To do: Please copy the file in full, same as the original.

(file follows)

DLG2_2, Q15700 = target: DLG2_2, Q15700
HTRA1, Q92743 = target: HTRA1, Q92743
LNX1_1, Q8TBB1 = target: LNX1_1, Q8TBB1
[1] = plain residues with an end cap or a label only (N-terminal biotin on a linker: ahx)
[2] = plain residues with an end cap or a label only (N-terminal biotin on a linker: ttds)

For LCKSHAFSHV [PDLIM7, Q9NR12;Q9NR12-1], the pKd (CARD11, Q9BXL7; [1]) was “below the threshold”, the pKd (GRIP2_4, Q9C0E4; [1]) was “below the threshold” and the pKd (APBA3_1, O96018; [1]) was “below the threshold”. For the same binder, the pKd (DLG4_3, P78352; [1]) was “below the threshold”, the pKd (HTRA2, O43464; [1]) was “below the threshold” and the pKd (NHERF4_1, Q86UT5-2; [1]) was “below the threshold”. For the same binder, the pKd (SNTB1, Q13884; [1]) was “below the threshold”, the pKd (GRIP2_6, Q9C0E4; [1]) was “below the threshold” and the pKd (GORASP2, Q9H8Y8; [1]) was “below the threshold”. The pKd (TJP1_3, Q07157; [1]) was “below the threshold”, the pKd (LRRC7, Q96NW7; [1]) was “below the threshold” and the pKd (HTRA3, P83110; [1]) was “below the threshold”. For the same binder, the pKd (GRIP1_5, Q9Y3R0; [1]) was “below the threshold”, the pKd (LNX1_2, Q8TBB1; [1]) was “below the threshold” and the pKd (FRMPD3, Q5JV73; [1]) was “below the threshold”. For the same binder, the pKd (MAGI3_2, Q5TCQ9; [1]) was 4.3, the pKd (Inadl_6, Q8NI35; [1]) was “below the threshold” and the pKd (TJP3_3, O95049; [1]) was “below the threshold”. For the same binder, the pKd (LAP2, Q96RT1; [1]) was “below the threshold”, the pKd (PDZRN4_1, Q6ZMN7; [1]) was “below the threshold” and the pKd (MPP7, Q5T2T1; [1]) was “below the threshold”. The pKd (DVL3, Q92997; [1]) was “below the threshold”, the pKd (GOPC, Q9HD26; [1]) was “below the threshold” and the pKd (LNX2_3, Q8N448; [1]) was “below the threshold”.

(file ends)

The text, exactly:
DLG2_2, Q15700 = target: DLG2_2, Q15700
HTRA1, Q92743 = target: HTRA1, Q92743
LNX1_1, Q8TBB1 = target: LNX1_1, Q8TBB1
[1] = plain residues with an end cap or a label only (N-terminal biotin on a linker: ahx)
[2] = plain residues with an end cap or a label only (N-terminal biotin on a linker: ttds)

For LCKSHAFSHV [PDLIM7, Q9NR12;Q9NR12-1], the pKd (CARD11, Q9BXL7; [1]) was “below the threshold”, the pKd (GRIP2_4, Q9C0E4; [1]) was “below the threshold” and the pKd (APBA3_1, O96018; [1]) was “below the threshold”. For the same binder, the pKd (DLG4_3, P78352; [1]) was “below the threshold”, the pKd (HTRA2, O43464; [1]) was “below the threshold” and the pKd (NHERF4_1, Q86UT5-2; [1]) was “below the threshold”. For the same binder, the pKd (SNTB1, Q13884; [1]) was “below the threshold”, the pKd (GRIP2_6, Q9C0E4; [1]) was “below the threshold” and the pKd (GORASP2, Q9H8Y8; [1]) was “below the threshold”. The pKd (TJP1_3, Q07157; [1]) was “below the threshold”, the pKd (LRRC7, Q96NW7; [1]) was “below the threshold” and the pKd (HTRA3, P83110; [1]) was “below the threshold”. For the same binder, the pKd (GRIP1_5, Q9Y3R0; [1]) was “below the threshold”, the pKd (LNX1_2, Q8TBB1; [1]) was “below the threshold” and the pKd (FRMPD3, Q5JV73; [1]) was “below the threshold”. For the same binder, the pKd (MAGI3_2, Q5TCQ9; [1]) was 4.3, the pKd (Inadl_6, Q8NI35; [1]) was “below the threshold” and the pKd (TJP3_3, O95049; [1]) was “below the threshold”. For the same binder, the pKd (LAP2, Q96RT1; [1]) was “below the threshold”, the pKd (PDZRN4_1, Q6ZMN7; [1]) was “below the threshold” and the pKd (MPP7, Q5T2T1; [1]) was “below the threshold”. The pKd (DVL3, Q92997; [1]) was “below the threshold”, the pKd (GOPC, Q9HD26; [1]) was “below the threshold” and the pKd (LNX2_3, Q8N448; [1]) was “below the threshold”.